What led you to choose this particular project?
Chris: After studying abroad in Germany my junior year, I wanted to return. This was a great opportunity to develop teaching skills and continue improving my German skills in preparation for graduate school studies in German.
Jessica: In the summer of 2006, I had the opportunity to work with a non-profit organization in a rural community in the Dominican Republic. Although the aims of the organization were strictly non-religious and I initially focused my energies towards the activities of the non-profit, I eventually found myself exploring the community’s vibrant Evangelical church, an institution whose success I found surprising in what I believed to be a predominately Catholic country. After studying abroad in Brazil and noticing the influences of Pentecostal churches in yet another traditionally Catholic country, I began researching the history of the Pentecostal movement in Latin America. During my research, I found that over the last forty years, Pentecostalism has been widely adopted by the poorest of the poor and has had astonishing success rates in providing Brazilians with immediate solutions to problems stemming from poverty. I am passionate about learning about the roots of poverty and possible solutions and I intend to use the Fulbright Fellowship to more closely examine the intersection of religion and poverty.
Amelia: I’m interested in going into the field of Global Health and am greatly concerned with the implications of growing health disparities in the developing world. I have traveled in Africa before, and saw that there was simply a lack of adequate infrastructure to make legitimate health improvements possible. Malaria and HIV have combined in this region leading to startling health statistics, such as a life expectancies hovering near 53 years old. Unfortunately, the research behind infrastructure developments is seriously lagging. I’m hopeful that the results of my study will be useful in supporting future funding and the prioritization of emergency healthcare.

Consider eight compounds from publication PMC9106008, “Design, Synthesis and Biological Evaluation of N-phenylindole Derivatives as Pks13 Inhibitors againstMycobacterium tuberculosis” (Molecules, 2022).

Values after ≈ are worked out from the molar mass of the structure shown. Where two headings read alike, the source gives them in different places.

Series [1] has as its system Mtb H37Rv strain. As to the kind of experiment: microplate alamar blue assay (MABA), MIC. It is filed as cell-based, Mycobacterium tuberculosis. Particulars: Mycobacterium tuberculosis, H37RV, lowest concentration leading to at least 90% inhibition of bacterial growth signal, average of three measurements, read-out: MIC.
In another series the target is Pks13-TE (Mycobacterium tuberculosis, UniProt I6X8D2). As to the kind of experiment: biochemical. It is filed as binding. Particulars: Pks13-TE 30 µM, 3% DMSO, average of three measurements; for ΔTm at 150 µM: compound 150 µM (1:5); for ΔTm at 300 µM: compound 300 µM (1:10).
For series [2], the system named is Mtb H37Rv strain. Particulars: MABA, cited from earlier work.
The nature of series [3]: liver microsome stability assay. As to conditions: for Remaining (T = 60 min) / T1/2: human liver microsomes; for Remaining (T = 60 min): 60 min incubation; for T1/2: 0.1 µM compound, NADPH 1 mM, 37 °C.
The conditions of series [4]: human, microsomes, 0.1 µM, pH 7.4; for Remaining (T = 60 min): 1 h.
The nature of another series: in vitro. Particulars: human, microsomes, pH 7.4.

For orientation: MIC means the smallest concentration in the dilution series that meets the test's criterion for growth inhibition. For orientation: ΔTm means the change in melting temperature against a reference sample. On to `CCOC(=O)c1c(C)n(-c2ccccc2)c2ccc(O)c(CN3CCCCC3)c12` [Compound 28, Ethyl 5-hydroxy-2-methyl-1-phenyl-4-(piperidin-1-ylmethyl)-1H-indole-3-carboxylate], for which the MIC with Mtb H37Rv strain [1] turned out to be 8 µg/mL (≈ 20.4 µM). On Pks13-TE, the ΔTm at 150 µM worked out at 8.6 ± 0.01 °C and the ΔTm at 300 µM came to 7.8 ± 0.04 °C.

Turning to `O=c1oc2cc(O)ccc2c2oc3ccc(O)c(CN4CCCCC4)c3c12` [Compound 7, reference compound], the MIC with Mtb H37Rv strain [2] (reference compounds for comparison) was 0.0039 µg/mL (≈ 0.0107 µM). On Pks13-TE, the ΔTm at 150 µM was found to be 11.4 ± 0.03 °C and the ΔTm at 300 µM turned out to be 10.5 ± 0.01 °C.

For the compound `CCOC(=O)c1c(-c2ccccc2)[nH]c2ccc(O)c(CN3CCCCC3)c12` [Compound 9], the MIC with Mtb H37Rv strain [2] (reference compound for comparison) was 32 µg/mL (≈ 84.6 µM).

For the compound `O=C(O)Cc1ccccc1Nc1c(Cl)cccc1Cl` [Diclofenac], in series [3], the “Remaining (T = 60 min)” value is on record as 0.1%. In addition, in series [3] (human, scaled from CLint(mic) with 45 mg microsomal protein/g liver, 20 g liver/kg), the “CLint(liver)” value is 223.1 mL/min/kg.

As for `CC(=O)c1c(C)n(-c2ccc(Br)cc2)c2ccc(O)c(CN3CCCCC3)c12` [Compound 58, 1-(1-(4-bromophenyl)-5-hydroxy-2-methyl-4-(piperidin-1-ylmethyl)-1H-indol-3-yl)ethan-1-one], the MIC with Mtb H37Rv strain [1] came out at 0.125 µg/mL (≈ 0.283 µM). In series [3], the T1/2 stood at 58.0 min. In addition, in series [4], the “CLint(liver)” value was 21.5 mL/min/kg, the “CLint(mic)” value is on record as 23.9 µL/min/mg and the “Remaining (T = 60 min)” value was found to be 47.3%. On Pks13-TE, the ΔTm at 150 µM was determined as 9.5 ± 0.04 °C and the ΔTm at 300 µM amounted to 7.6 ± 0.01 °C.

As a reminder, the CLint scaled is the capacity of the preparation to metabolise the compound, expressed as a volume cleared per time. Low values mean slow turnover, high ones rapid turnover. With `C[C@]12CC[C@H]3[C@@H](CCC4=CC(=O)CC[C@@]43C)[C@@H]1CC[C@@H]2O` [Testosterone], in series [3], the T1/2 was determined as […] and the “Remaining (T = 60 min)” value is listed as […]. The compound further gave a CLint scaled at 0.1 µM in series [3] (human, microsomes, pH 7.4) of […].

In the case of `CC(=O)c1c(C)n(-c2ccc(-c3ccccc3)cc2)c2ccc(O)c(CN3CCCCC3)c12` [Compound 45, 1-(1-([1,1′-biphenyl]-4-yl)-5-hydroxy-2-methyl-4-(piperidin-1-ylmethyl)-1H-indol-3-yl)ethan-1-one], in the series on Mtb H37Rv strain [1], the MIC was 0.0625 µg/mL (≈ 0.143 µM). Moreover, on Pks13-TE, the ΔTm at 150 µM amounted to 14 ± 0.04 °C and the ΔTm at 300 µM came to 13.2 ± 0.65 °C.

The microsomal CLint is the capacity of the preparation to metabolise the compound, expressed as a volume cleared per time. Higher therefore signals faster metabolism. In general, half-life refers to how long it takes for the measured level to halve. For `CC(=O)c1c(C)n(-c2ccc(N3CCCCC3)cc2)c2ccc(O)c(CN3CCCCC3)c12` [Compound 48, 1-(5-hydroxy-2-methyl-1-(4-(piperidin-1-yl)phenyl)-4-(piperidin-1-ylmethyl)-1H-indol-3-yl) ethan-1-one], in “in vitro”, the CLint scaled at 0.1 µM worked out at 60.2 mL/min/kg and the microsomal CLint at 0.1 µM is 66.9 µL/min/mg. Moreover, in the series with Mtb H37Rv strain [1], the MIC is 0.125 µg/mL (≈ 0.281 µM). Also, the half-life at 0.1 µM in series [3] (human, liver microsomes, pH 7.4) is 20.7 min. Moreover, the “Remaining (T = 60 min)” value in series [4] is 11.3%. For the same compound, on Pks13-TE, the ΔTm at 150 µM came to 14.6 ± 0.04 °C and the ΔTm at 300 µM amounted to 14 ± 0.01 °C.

What was the hardest part of the application process? Do you have any advice for students looking to apply for the scholarship next year?
Chris: The hardest part was the length of the process. Multiple applications need to be filled out at various stages and turned in on time. The process begins around September and final decisions are not made until April or May. I would advise future applicants to find out as much information as soon as possible, which can easily be done through the college’s resources.
Jessica: I think that the strongest Fulbright applications have support from foreign academic institutions. After conducting research on Pentecostalism, I was fortunate to come into contact with a Brazilian sociologist who is currently studying Pentecostalism in Brazil. She was able to write me a letter of support and offered me a position in her post-graduate research group on religion. If I were to give advice to other Middlebury students with intentions of applying for a Fulbright, I would recommend that they develop their research proposals while they are abroad and try to make contact with someone who is willing to support their research.
Amelia: The hardest part for me was developing the research proposal. I was able to work on it as part of an independent study the semester before. I imagine if someone were applying for an ETA or a research project in a basic science lab, the process would be more straightforward. As it was, I had to really take a lot of time to pinpoint which questions I wanted to answer and how my methodology would be best suited to do this. I would advise people to do the same, and to be very clear with the goals that they are hoping to achieve with their project, both for themselves, and for the larger community.
If you are interested in the Fulbright Program, there is an information session tomorrow, Tuesday May 3rd, at 4:30 in the Library, Room 201.